1-(3-Chlorophenyl)-2-(methylamino)propan-1-one (3-chloromethcathinone, 3-CMC) is a synthetic cathinone with psychostimulant effects. 3-CMC is a derivative of cathinone, the naturally occurring stimulant and main psychoactive substance in the khat plant, Catha edulis. 3-CMC is also closely related to and shares similar psychostimulant effects with methcathinone (ephedrone) and 4-chloromethcathinone (4-CMC; clephedrone). Cathinone, methcathinone, and 4-CMC are controlled under the 1971 United Nations Convention on Psychotropic Substances because of the public health and social risks that they pose.
On 9 September 2021, the EMCDDA assessed the existing information on 1-(3-chlorophenyl)-2-(methylamino)propan-1-one (commonly known as 3-chloromethcathinone or 3-CMC), based on the following criteria: (1) reports of health problems; (2) reports of social problems; (3) reports of seized material; (4) pharmacological and toxicological properties and analogy with better-studied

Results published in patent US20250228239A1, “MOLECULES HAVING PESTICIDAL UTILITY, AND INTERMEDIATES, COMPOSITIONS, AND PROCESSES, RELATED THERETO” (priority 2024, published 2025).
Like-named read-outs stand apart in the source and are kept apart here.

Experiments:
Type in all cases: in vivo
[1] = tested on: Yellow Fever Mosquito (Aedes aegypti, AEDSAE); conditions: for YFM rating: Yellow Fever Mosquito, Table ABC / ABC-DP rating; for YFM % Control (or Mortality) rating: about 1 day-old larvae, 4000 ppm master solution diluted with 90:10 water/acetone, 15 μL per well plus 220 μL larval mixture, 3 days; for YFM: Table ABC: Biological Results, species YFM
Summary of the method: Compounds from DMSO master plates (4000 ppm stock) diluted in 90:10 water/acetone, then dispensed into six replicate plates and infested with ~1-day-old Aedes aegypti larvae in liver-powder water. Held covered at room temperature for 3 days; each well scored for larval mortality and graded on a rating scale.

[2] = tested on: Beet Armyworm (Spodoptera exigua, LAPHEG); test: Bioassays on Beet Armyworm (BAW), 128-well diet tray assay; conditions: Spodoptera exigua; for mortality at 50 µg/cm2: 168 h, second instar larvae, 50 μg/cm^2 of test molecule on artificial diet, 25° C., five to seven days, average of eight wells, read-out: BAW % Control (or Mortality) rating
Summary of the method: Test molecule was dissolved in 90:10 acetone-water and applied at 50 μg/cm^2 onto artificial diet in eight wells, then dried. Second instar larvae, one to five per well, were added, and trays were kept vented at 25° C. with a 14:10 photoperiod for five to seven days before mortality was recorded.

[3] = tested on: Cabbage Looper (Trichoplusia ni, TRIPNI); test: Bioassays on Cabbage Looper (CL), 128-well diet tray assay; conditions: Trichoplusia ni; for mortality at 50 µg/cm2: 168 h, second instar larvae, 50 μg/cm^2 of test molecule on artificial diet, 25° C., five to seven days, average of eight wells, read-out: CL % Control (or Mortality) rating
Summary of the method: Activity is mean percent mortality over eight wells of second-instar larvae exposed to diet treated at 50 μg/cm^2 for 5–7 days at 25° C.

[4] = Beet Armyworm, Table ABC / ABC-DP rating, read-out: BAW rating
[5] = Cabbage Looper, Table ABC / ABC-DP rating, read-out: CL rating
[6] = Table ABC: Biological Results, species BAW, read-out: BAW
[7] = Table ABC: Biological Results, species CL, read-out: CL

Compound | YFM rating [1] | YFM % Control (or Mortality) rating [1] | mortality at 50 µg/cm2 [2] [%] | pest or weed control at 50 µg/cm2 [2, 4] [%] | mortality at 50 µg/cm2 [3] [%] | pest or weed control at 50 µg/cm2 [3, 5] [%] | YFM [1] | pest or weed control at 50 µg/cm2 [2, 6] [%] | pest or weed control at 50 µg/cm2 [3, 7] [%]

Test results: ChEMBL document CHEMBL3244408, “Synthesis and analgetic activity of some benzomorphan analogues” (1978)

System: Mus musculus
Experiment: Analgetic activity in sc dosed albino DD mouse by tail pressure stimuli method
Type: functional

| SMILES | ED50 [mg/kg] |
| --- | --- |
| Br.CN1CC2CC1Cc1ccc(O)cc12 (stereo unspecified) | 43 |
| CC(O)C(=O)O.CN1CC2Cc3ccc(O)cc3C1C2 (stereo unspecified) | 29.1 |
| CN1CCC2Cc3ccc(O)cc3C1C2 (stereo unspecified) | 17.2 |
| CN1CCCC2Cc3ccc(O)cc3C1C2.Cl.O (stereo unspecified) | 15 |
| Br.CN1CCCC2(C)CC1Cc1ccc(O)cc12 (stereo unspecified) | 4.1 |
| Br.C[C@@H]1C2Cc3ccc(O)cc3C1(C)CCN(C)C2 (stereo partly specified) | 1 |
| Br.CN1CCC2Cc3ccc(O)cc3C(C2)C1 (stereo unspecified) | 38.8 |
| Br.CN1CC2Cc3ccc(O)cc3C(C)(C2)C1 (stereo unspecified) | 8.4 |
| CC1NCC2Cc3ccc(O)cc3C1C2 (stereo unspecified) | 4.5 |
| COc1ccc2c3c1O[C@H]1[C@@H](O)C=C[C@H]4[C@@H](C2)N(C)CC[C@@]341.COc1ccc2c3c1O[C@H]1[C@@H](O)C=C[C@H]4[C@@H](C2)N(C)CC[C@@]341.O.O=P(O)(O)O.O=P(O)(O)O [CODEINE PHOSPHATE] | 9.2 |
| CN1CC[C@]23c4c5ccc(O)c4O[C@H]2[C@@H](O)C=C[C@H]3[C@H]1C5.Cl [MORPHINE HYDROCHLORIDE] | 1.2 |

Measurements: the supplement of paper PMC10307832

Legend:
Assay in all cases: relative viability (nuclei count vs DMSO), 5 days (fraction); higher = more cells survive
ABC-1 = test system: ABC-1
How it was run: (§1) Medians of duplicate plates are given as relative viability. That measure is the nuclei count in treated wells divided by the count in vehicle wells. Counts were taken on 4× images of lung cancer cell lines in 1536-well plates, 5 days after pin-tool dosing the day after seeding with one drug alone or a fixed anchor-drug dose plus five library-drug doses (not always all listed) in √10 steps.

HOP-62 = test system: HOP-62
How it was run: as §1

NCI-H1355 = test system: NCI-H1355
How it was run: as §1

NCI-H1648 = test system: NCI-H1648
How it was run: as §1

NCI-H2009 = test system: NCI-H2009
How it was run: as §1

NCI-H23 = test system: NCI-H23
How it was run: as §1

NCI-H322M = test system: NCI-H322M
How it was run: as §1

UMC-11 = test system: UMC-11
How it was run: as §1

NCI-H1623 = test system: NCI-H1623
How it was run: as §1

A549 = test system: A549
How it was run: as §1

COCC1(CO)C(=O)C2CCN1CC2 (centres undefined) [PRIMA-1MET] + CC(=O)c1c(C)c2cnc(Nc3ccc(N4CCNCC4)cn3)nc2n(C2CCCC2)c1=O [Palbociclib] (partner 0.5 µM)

substances; and, (5) potential for further spread.
The EMCDDA concluded that the assessment gave rise to concerns that 3-CMC may pose health or social risks at Union level, and, consequently, determined that an initial report should be produced.
On 18 October 2021, the EMCDDA submitted to the Commission and Member States an initial report on the new psychoactive substance 3-CMC, in accordance with Article 5b of the Regulation (EC) 1920/2006 (as amended). The report concluded that the health and social risks, caused by the use of, the manufacture of, and traffic in 3-CMC, as well as the involvement of organised crime and possible consequences of control measures, could be thoroughly assessed through a risk assessment procedure as foreseen by Article 5c of the Regulation (EC) 1920/2006 (as amended).
The full text of the Initial Report can be found HERE« Back to Glossary Index